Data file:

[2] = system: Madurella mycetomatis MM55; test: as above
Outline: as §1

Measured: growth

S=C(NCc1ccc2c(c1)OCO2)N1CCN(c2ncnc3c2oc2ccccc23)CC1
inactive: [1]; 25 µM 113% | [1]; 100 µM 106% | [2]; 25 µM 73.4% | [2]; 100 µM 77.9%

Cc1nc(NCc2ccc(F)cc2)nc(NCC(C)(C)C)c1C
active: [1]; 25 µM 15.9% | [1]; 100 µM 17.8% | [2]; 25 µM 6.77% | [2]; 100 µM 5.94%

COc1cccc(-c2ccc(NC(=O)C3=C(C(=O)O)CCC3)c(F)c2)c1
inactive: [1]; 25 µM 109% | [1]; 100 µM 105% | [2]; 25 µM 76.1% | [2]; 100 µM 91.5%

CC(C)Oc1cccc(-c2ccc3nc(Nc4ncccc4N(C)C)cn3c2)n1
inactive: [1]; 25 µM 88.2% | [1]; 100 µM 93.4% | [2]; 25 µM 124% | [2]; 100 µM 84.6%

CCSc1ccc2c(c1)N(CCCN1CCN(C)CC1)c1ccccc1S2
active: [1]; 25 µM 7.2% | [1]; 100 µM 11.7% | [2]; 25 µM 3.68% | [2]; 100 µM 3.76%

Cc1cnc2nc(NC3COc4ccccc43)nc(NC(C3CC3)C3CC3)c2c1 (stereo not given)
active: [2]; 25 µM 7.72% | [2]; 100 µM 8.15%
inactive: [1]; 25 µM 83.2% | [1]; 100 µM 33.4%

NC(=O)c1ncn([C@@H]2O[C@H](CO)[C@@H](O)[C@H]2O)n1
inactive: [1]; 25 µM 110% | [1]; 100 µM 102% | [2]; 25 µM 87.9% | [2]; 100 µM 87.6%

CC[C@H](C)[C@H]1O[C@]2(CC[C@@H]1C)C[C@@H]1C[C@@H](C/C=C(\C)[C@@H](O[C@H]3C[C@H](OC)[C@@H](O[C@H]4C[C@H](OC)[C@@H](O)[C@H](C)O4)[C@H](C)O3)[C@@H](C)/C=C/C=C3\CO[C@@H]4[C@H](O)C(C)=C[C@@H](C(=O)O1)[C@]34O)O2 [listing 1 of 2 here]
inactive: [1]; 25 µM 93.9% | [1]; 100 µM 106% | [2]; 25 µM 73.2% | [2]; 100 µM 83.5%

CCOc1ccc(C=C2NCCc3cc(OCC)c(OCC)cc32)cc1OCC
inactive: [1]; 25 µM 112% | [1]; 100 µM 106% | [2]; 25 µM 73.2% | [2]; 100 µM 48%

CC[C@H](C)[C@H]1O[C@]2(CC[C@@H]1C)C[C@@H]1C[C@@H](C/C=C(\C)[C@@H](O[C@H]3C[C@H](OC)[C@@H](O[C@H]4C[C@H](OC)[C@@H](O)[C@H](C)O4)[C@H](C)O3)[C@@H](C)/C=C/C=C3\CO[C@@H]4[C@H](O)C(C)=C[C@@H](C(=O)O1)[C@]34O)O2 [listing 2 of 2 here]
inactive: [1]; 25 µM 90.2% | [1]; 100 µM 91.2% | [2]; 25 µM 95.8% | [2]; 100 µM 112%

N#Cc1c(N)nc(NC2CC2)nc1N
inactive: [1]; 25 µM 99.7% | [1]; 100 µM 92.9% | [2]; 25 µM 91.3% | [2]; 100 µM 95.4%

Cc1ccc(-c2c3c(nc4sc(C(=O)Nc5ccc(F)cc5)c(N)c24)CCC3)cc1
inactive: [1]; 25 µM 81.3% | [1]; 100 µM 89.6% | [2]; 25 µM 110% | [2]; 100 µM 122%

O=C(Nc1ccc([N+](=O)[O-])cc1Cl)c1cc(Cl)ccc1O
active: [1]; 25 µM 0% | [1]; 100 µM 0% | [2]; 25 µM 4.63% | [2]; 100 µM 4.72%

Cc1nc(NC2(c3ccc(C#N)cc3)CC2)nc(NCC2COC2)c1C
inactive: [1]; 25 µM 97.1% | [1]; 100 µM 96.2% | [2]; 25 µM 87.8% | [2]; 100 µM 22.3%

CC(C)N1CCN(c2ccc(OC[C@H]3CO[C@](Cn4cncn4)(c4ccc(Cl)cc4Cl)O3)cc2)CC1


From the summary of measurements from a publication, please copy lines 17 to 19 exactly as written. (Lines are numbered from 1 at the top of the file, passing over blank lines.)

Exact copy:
NC(=O)c1ncn([C@@H]2O[C@H](CO)[C@@H](O)[C@H]2O)n1
inactive: [1]; 25 µM 110% | [1]; 100 µM 102% | [2]; 25 µM 87.9% | [2]; 100 µM 87.6%

CC[C@H](C)[C@H]1O[C@]2(CC[C@@H]1C)C[C@@H]1C[C@@H](C/C=C(\C)[C@@H](O[C@H]3C[C@H](OC)[C@@H](O[C@H]4C[C@H](OC)[C@@H](O)[C@H](C)O4)[C@H](C)O3)[C@@H](C)/C=C/C=C3\CO[C@@H]4[C@H](O)C(C)=C[C@@H](C(=O)O1)[C@]34O)O2 [listing 1 of 2 here]